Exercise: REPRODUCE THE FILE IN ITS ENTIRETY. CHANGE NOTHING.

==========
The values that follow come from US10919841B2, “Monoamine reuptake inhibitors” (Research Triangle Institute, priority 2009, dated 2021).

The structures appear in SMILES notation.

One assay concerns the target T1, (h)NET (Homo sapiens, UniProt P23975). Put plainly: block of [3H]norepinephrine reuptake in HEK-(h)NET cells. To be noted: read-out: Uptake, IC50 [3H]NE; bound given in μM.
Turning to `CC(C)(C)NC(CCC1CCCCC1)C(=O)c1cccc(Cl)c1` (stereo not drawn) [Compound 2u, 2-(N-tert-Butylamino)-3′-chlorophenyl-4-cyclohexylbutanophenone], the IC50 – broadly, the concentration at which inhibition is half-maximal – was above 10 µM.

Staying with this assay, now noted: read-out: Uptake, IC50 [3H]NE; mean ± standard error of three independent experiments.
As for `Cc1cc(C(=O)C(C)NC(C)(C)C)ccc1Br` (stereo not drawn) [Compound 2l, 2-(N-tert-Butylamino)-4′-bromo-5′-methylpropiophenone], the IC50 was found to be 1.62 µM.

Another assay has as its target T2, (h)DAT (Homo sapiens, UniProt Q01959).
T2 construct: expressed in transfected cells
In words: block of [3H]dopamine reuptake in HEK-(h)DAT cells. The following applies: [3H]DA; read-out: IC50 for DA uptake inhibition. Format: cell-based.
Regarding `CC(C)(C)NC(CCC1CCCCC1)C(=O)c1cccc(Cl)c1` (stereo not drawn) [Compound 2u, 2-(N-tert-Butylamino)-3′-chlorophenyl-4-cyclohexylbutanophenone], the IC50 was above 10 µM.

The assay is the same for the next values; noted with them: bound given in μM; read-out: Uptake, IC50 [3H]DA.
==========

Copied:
The values that follow come from US10919841B2, “Monoamine reuptake inhibitors” (Research Triangle Institute, priority 2009, dated 2021).

The structures appear in SMILES notation.

One assay concerns the target T1, (h)NET (Homo sapiens, UniProt P23975). Put plainly: block of [3H]norepinephrine reuptake in HEK-(h)NET cells. To be noted: read-out: Uptake, IC50 [3H]NE; bound given in μM.
Turning to `CC(C)(C)NC(CCC1CCCCC1)C(=O)c1cccc(Cl)c1` (stereo not drawn) [Compound 2u, 2-(N-tert-Butylamino)-3′-chlorophenyl-4-cyclohexylbutanophenone], the IC50 – broadly, the concentration at which inhibition is half-maximal – was above 10 µM.

Staying with this assay, now noted: read-out: Uptake, IC50 [3H]NE; mean ± standard error of three independent experiments.
As for `Cc1cc(C(=O)C(C)NC(C)(C)C)ccc1Br` (stereo not drawn) [Compound 2l, 2-(N-tert-Butylamino)-4′-bromo-5′-methylpropiophenone], the IC50 was found to be 1.62 µM.

Another assay has as its target T2, (h)DAT (Homo sapiens, UniProt Q01959).
T2 construct: expressed in transfected cells
In words: block of [3H]dopamine reuptake in HEK-(h)DAT cells. The following applies: [3H]DA; read-out: IC50 for DA uptake inhibition. Format: cell-based.
Regarding `CC(C)(C)NC(CCC1CCCCC1)C(=O)c1cccc(Cl)c1` (stereo not drawn) [Compound 2u, 2-(N-tert-Butylamino)-3′-chlorophenyl-4-cyclohexylbutanophenone], the IC50 was above 10 µM.

The assay is the same for the next values; noted with them: bound given in μM; read-out: Uptake, IC50 [3H]DA.